It is our pleasure to announce the availability of one of the most important books on Aikido history ever published, Aikido Pioneers-Prewar Era by Stanley Pranin. This new title weighs in at a hefty 364 pages and contains in-depth interviews with twenty of the most important early students of Aikido Founder Morihei Ueshiba. These early disciples of the art witnessed and participated in the process that culminated in the birth of modern Aikido. Their testimonies constitute an invaluable source of information for those seeking an understanding of the roots of aikido.
[Read more...]

Feb
04

FREE DOWNLOAD: Daito-ryu Special Issue… Aiki News Number 79, 1988

“Sokaku Takeda, Tokimune Takeda, Katsuyuki Kondo,
Morihei Ueshiba, Gozo Shioda, and more!

Aiki News Number 79, 1988

Contents


     ● Editorial – Daito-ryu Aikijujutsu: The Present State of Affairs by Stanley Pranin
     ● Katsuyuki Kondo Interview , by Stanley Pranin
     ● Kiyoshi Nakakura Interview (2), by Stanley Pranin
     ● Response to John Stevens (2), by Kisshomaru Ueshiba and Daitokan
     ● Japanese for Aikidoka
     ● Essay on Jigoro Kano of Judo, by Minoru Mochizuki
     ● Morihei Ueshiba Biography (8), by Kanemoto Sunadomari
     ● Sokaku Takeda Biography (6), by Tokimune Takeda
     ● An Aikido Life (2), by Gozo Shioda
     ● Essay on “Gorin no Sho”, by Toshio Watanabe
     ● Heard in the Dojo
     ● Letters to the Editor

Access: free through Monday, February 6

Aikido Journal Members Site subscribers: If you are already a subscriber, click here to login and download the PDF file of Aiki News Number 79

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Feb
04

“The Power of Bu,” by Nev Sagiba

The very first amoeba to emerge from this earth’s primordial soup was eaten by the next and it still rankles in the spirit of the Universe, giving rise to principles of defence and protectivity, law, jurisprudence and survival skills.

And after that, the whole of evolution was one of predation and defence in which “Cain” was continually trying to kill “Abel,” sometimes successfully, sometimes not.

Akin to the grain of sand in the oyster, from this imbalance and the attrition that follows in the seeking of restitution, many things are learnt.

It has not ended. The perfect balance may well arrive at the end of a concatenation of immense cycles of time when all things shall return to the fullness of void, the original minestrone.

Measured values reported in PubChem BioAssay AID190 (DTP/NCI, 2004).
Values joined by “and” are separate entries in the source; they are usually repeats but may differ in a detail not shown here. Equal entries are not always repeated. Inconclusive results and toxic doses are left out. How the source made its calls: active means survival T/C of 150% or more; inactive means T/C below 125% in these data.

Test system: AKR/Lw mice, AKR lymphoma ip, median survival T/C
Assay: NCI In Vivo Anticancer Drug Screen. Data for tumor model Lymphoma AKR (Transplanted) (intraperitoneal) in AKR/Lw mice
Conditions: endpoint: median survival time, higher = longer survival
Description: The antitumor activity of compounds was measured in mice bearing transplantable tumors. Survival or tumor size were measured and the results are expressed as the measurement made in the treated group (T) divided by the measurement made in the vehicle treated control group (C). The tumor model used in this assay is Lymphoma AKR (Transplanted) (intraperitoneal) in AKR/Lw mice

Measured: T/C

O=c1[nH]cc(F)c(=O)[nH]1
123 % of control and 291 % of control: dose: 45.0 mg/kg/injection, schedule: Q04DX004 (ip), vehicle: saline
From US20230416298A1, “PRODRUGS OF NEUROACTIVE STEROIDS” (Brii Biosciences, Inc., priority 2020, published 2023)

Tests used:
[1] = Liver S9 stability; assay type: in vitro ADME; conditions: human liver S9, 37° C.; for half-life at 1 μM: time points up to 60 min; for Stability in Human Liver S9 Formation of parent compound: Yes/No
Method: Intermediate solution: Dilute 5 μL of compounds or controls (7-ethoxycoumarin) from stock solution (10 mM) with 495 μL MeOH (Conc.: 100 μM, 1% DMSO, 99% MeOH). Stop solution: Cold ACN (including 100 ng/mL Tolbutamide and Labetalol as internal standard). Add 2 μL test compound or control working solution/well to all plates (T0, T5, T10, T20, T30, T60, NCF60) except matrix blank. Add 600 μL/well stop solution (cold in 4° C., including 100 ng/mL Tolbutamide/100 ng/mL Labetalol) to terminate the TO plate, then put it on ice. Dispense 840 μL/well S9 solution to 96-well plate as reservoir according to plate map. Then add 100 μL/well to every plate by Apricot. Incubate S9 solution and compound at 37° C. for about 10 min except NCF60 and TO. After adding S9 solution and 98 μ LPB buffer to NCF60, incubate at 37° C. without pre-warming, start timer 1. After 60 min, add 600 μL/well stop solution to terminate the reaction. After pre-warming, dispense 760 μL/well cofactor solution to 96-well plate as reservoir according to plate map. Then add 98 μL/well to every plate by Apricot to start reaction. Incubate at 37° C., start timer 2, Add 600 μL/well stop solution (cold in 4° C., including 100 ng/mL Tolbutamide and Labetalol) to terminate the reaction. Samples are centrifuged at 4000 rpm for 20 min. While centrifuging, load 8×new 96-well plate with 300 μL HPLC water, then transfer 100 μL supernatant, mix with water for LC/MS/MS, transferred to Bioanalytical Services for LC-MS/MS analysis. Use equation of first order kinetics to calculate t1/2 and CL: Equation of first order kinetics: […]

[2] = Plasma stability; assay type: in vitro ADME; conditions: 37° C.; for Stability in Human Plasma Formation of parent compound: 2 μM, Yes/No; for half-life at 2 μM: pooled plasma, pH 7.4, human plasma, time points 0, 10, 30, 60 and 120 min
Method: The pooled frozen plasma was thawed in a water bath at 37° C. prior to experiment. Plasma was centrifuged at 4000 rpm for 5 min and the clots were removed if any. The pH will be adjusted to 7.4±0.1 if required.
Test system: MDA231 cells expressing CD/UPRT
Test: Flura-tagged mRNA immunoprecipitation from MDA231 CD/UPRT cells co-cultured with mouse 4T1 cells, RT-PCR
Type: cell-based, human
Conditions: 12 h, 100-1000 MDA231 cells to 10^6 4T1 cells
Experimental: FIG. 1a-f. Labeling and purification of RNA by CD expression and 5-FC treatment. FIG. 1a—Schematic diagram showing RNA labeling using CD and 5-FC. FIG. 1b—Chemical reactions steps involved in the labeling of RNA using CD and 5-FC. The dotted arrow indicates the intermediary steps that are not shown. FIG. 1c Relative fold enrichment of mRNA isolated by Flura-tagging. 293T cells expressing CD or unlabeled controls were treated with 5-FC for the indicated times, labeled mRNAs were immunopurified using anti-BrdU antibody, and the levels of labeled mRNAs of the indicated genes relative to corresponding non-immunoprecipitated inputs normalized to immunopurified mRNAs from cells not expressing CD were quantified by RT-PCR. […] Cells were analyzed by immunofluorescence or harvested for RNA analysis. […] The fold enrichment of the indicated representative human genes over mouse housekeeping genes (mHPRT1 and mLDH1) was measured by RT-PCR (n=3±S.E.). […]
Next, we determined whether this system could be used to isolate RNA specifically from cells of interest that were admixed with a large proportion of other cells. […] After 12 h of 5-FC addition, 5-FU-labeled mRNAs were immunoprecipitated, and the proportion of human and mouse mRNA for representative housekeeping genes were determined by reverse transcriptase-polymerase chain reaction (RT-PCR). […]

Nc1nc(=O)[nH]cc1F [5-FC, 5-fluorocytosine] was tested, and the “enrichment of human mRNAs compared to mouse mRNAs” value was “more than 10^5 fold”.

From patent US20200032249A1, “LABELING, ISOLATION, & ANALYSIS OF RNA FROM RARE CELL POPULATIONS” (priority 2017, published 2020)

From total simplicity, emerges infinite complexity to which it ultimately returns. Let’s think outside of the myopic box of suburban decay for a moment and project our minds into the infinity of the vast soup of Universes comprising the infinite Omniverse.

If you head starts to hurt, it’s only because you don’t do this often.
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Feb
03

“If Morihei was complicit in wartime activities, should this affect our acceptance of his aikido philosophy?” by Stanley Pranin

“Would knowledge of an extensive involvement on his part
affect your current view of his philosophy of aikido?”

Morihei Ueshiba in 1942

That Morihei was heavily involved in Japan’s wartime efforts is an historically verifiable fact. He associated with many of the elites of the prewar era, including numerous military and political persons of influence. He also taught combat skills to young men being prepared for battle at several leading military institutions for lengthy periods. You may wish to refer to my essay “Kobukan Dojo Era — Part 2″ for an introduction to Morihei’s activities in this regard. Peter Goldsbury and Ellis Amdur have also contributed excellent research into the subject of Morihei Ueshiba’s participation in war-related activities.

Equally certain is the fact that Morihei’s was profoundly affected by the disastrous consequences of Japan’s defeat in World War II. He turned his focus inward even as the war was in full progress with his retirement to Iwama in 1942 to enter a period of deep reflection. This phase of Morihei’s life has a great deal to do with significant changes in the Founder’s thinking, and the evolution of the philosophy underpinning modern aikido.

The writings of Japanese authors–especially Morihei’s son, Kisshomaru Ueshiba–and those who have based themselves on their published works, have treaded very lightly in treating the subject of Morihei’s wartime involvement. While calling attention to Morihei’s abundant associations with Japan’s power elite, there is no hint of his being complicit in any way in any of the irreproachable actions committed during this tumultuous period. As if to counterbalance his involvement in such activities, there is only a brief reference to Morihei’s participation in an unsuccessful, secret peace initiative instigated by Prince Fumimaro Konoe, who had been Japan’s Prime Minister twice during the period of 1937-1941.

Morihei is said to have traveled to the continent–meaning China–together with Tsutomu Yukawa, one of his students, at some unspecified time shortly after Japan invaded Pearl Harbor in December 1941. The purpose of this trip was to enter secret peace negotiations with Chinese authorities. Unfortunately, the brief description of Morihei’s trip, though tantalizing, is very vague. Konoe had already resigned in October 1941 and his political clout was greatly diminished due to his inability to rein in the Japanese military.